Masjid Al-Jinn

I got to the Haram just in time for ‘Asr and prayed in the street. Afterwards, I went up to the roof of the Massa’, the distance between Safa & Marwa, and took an awesome nap, next to a group of West African brothers. I slept for like an hour in the shade, with the cool breeze blowing. I got my fill of ZamZam too, Alhamdulillah. Started to feel so refreshed. It’s been a good day, all in all. I did a lot on my own, went around and saw things I had been meaning to see. Glad I got all that done, Alhamdulillah. I’m basically ready to leave, at least mentally. After Maghrib in the mosque, it settled on me that I’d be leaving soon, and I got so sad. I miss home and my loved ones there, but this place has reached such a special place in my heart – comparable to none. I felt like a void was filled partially in coming here and experiencing this place.

It seems like the tests have…stopped. The burden is lifted, but the connection also seems to have faded. I felt so much more in tune with my Lord while I was on Hajj, being tested by Him. Hardship truly does bring one closer to Allah, that reason alone makes it an immense blessing.

Engulfed

The Sun Setting on Mecca

My life actually feels normal again. I feel like I’ve always felt. Not sure I like it, how do I get back the bliss and the insight from The Most Near? For that feeling, I would try to come for Hajj again and again, subhanAllah. Here is a virtue that has its place in the world. I didn’t even realize the blessing I had, and now that it’s passed, I feel its absence sorely. I’m going to have to continuously look out for other ways to draw near. I have a feeling it’s going to be even more difficult from here. What follows is real life. Hajj is so much of a vacuum, a controlled environment, chaotic as it was. Here, the test and the ease come hand in hand. In real life, it takes time to pass from one to another. Decades pass before resolutions can be conceived. Those are real tests, they require real patience, subhanAllah. Ya Rabb, please continue to guide me and show me how best to proceed from here.

After ‘Isha, I left the Haram and walked towards ‘Aziziah. I walked for about 40 mins, also saw the birthplace of the Prophet, which the Saudi’s have turned into a library. I also saw the mountain pass the Muslims were exiled to during the boycott years. Everything’s right there, North of the Marwa side of the Masjid Al-Haram.

I missed the line of cabs outside of the Haram. I kept passing up guys offering rides because they were charging way too much. Before I knew it, I had walked well beyond the limits of the masjid and ended up in some dark back alleyways. It’s my own fault really, for always ending up in these situations. I thought I was heading in the right direction, I tried using the enormous clock tower as my guide. My navigation skills were terrible. I only ended up further and further into some slummy looking neighborhoods. The interesting thing is that they were all Hajji housing and hotels still, they were just really shady looking. Everyone there was Indian, with their flags posted up everywhere. I had no incidents in Little Hajji India, Alhamdulillah, but I was trying so hard to not look lost or out of place. Eventually, going down the dark alleys, trying to find my way up to the main road, I hit a series of dead ends and decided to just backtrack to the masjid again, to regain my bearings.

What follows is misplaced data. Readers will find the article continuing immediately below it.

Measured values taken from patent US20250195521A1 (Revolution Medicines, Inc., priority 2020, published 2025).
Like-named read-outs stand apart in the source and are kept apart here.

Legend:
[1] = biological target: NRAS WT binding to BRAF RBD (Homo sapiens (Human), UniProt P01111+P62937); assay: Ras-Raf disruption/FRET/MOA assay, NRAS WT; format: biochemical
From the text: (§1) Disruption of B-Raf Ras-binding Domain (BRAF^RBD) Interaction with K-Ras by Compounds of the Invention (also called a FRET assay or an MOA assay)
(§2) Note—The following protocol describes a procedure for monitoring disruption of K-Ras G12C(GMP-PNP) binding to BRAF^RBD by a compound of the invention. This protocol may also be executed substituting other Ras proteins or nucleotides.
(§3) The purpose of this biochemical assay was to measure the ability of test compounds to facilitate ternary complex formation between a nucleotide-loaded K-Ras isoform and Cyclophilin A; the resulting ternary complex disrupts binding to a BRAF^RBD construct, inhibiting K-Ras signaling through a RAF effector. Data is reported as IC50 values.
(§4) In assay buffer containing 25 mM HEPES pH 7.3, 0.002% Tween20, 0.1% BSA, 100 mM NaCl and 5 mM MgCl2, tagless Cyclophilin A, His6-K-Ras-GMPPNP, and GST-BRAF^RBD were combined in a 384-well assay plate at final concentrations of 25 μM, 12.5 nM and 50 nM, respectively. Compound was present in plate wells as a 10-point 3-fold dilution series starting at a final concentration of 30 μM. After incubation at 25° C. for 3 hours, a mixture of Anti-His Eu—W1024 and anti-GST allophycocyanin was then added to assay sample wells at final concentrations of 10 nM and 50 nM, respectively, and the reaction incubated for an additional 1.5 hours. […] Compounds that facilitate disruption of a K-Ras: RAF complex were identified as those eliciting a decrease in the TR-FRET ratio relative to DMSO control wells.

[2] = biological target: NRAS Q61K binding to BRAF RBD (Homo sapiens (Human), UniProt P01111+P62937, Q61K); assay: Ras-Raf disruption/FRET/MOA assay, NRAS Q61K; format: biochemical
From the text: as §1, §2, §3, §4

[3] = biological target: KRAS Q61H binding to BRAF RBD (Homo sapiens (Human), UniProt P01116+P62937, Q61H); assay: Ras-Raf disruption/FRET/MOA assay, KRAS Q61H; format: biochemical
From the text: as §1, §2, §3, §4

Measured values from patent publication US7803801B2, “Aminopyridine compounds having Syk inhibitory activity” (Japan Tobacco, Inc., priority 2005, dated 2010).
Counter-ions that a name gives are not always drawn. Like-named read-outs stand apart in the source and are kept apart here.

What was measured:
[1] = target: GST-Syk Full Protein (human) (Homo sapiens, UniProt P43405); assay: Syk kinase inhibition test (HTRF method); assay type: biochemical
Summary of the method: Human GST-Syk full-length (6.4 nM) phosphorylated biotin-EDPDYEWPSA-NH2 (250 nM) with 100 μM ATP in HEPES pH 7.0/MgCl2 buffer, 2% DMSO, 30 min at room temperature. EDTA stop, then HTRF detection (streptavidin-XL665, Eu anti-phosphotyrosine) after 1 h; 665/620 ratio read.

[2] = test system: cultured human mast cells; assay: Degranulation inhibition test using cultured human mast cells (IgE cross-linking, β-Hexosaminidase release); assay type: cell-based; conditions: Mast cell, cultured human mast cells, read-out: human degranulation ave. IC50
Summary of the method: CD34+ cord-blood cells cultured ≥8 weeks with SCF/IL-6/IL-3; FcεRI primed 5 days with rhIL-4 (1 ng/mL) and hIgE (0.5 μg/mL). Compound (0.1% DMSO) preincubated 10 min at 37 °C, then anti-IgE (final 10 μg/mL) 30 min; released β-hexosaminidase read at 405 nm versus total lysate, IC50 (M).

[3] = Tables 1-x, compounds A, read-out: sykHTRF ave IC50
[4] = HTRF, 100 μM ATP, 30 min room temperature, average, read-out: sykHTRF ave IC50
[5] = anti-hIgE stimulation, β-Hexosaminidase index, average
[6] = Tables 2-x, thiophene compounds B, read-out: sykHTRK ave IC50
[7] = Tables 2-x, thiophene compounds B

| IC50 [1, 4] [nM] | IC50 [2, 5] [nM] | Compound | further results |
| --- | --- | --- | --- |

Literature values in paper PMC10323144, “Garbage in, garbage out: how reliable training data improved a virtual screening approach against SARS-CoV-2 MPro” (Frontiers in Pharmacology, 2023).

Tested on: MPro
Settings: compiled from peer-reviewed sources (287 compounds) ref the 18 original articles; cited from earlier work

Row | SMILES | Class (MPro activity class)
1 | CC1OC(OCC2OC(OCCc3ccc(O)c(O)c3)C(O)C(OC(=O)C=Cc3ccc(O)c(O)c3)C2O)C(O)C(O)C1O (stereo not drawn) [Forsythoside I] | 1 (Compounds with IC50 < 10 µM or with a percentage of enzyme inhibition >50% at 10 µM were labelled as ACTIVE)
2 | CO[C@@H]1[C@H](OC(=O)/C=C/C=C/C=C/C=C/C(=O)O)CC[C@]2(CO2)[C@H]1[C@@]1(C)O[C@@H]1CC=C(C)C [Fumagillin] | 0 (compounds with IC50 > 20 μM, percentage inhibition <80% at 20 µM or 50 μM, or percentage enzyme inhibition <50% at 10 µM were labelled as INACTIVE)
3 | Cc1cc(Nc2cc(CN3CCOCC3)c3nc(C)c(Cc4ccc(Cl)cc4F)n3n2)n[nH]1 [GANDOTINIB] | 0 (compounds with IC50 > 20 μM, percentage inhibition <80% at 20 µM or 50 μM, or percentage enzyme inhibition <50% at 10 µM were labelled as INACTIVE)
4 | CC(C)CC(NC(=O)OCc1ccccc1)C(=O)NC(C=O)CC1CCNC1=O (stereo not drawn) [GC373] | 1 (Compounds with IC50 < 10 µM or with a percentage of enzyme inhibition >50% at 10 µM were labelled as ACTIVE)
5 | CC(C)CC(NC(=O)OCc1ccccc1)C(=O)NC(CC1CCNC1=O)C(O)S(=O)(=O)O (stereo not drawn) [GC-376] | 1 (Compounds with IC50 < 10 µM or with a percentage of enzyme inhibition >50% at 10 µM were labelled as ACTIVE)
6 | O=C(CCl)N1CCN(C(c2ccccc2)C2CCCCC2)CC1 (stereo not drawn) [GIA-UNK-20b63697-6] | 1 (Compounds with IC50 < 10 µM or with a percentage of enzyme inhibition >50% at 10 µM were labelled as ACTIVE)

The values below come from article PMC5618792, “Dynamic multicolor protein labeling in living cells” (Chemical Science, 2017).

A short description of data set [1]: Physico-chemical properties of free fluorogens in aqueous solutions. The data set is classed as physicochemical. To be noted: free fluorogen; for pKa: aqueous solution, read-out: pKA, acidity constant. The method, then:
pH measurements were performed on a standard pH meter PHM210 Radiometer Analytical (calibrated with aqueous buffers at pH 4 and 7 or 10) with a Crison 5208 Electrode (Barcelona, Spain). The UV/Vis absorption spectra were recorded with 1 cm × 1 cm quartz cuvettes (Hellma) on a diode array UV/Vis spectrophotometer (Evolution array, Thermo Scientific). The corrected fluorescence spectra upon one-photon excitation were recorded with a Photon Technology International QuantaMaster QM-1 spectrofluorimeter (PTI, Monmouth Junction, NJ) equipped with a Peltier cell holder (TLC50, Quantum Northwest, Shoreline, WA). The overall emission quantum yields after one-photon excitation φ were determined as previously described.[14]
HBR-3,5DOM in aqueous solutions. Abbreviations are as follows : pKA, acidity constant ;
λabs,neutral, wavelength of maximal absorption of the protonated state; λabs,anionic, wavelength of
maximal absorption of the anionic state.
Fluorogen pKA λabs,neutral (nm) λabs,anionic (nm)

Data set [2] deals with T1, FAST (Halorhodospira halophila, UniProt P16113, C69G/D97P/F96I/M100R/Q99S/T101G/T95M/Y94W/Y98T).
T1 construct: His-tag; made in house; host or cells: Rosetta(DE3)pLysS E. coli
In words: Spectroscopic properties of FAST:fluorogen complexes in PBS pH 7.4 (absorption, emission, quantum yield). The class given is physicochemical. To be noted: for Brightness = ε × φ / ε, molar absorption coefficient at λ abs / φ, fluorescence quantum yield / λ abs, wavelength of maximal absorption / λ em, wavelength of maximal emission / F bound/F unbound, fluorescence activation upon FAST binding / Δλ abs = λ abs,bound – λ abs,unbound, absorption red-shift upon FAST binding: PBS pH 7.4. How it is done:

I made my way back to the masjid and caught a cab, Alhamdulillah, after I passed through a tunnel that seemed about 2 miles long. It was the first time in my trip thus far that I was actually, genuinely afraid I might die. People were driving so reckless in the tunnel – making U-turns, reversing, speeding, driving the wrong way…all in a one-way tunnel-  and I realized…I was all alone…with barely any identification on me. If I died, I thought, would my parents ever even find out? That thought freaked me out and kind of made me paranoid. So, when I was finally able to find a cab driver, I was so thankful. The driver that picked me up was actually a young kid, probably no more than 15 years old, definitely not a real taxi driver. He was probably pushin his dad’s whip around to make some extra cash on a school night, but I didn’t care, I needed the ride. Alhamdulillah, he gave me a fair rate and brought me back to my place. He even picked up an Iranian couple along the way and had me translate to them how much money they owed. I speak neither Arabic nor Farsi, so I don’t know how that worked out. Straight gesticular. I later realized I was actually attempting to make a 5.5mi trip from the Haram to ‘Aziziah by foot, with no real idea of which direction to go in.

I’m settled in now, took a shower, freshened up, Alhamdulillah. I’m actually really hungry now though. I think I’m gonna step out and grab a bite down the street. There’s an awesome place across from us, they sell this amazing chicken Sajji from Balochistan. There’s also a really good Punjabi restaurant around the corner that makes fresh lentils and naan that we’ve been crushin on the regular. So convenient :). Then, I’ll head back in and pass out.

Tomorrow is Jummah. We’re planning to go to the Haram and pray there and do our Tawaf Al-Wida’, before coming back to ‘Aziziah. Saturday afternoon, we leave for Jeddah to catch our flight back home iA. The trip is winding down and finding its way to the end. Everything is calming down and collecting itself so smoothly and beautifully, Alhamdulillah. Allah is the Best of Planners.